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Peer-To-Peer Education Promotes Public Health On Ithaca College Campus

Senior Brina Edmonds-Reed wears her Public Health Ambassador vest while making rounds at the Ithaca College Library.

Before the COVID-19 pandemic, some public health students at Ithaca College did not know the impact of their studies outside of the classroom.

Erin Shaw, a junior public and community health major at Ithaca College, said the pandemic allowed her to see the importance of public health with greater clarity.

“I always knew it was important but I did not see the actual importance until now,” Shaw said. “It was fascinating to watch [the pandemic] unfold as it did … “

Senior Brina Edmonds-Reed is also a public and community health major and has been able to use her academic experience to help those around her navigate COVID-19.

“I have gained a really good understanding and knowledge of the public health procedures, and that helps me a lot to help my family and friends who might not have the right knowledge or education to safely practice,” Edmonds-Reed said.

Since Ithaca College reopened for in person classes this spring semester, Shaw and Edmonds-Reed have taken their classroom experience onto campus as Public Health Ambassadors.

What Do Public Health Ambassadors Do?

Public Health Ambassadors make rounds across heavily trafficked public spaces on campus to make sure that students are following proper protocol. These students have taken de-escalation training to handle difficult conversations with peers.

Students gathered for lunch at IC Food Court at Ithaca College.

“If I saw a big group of boys moving tables to eat dinner,” Shaw said, “I would go up and say, ‘Hey guys, we can’t move the tables around in the pub because we are trying to keep everyone distanced and safe, but here’s these other classrooms and places you could go to eat where you can stay six feet apart and still enjoy your time.'”

The Public Health Ambassadors aim to create opportunities for students to share these spaces with one another rather than restricting their options.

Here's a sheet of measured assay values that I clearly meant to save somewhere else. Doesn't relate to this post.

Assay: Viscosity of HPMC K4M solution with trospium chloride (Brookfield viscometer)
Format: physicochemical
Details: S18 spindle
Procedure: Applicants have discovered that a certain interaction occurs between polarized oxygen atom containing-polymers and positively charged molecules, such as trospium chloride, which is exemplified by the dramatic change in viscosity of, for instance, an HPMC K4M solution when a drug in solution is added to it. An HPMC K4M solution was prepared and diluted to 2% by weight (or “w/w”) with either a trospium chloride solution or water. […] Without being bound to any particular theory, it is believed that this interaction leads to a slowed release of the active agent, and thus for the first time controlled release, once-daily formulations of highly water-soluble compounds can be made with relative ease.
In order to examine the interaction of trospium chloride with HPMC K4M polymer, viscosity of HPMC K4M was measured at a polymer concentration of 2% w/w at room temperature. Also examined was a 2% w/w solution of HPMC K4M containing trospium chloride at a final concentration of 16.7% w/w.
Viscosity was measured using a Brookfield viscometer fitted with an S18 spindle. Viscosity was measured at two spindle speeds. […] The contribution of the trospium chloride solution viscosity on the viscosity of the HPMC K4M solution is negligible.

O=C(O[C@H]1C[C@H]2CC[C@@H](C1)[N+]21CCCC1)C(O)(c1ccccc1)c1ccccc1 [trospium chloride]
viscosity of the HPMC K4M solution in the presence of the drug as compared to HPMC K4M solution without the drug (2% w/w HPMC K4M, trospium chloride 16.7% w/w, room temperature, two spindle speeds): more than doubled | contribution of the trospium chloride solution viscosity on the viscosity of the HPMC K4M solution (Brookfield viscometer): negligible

The Importance of Peer-to-Peer Education

The Ambassadors find that student reception has been positive overall.

“Students are very accepting and understanding … and then you have some students that roll their eyes … or they kind of do give you a hard time, but I think everyone understands the situation we are in,” Edmonds-Reed said.

These ambassador roles are important for student safety, but they do not completely replace the presence of faculty and staff.

Senior Maggie McAden says, “I think that having students go around is probably a little less intimidating than having faculty and staff go around, but I do think faculty and staff might have a certain level of authority.”

Keeping Numbers Low

The work of the Public Health Ambassadors has helped to keep IC’s COVID-19 rates low.

Source: Ithaca College COVID-19 dashboard / Last updated 3/12/21

McAden emphasized why students must work together to keep each other safe.

“It’s important to focus on the community instead of your own personal comfort,” McAden said.  “If everyone can make the sacrifices of wearing a mask and taking public health measures, then you get a greater collective benefit, and everyone gets to stay on campus.”

Shaw said that getting to help her peers safely remain on campus is a rewarding experience.

“Especially on a college campus that is crowded, and everyone knows as a ‘cesspool’ to begin with, I think being in this position and being able to control that spread [of COVID-19] and tell people how to be healthy is very important, and I’m very happy and lucky to be doing it,” Shaw said.

 

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